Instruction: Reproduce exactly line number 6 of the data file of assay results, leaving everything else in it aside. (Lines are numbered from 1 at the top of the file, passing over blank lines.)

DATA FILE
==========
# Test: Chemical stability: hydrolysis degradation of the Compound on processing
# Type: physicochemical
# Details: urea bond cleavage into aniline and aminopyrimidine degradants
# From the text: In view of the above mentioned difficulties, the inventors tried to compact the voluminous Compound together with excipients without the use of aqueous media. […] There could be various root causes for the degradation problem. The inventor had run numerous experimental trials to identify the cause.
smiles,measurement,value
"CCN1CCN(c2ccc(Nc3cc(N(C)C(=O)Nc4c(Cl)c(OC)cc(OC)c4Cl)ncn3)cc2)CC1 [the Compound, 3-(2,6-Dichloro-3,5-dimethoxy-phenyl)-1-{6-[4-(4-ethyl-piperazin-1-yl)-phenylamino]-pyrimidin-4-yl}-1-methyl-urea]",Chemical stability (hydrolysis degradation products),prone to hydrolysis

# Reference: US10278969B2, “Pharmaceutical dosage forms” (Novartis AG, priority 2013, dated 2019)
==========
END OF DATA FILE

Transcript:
"CCN1CCN(c2ccc(Nc3cc(N(C)C(=O)Nc4c(Cl)c(OC)cc(OC)c4Cl)ncn3)cc2)CC1 [the Compound, 3-(2,6-Dichloro-3,5-dimethoxy-phenyl)-1-{6-[4-(4-ethyl-piperazin-1-yl)-phenylamino]-pyrimidin-4-yl}-1-methyl-urea]",Chemical stability (hydrolysis degradation products),prone to hydrolysis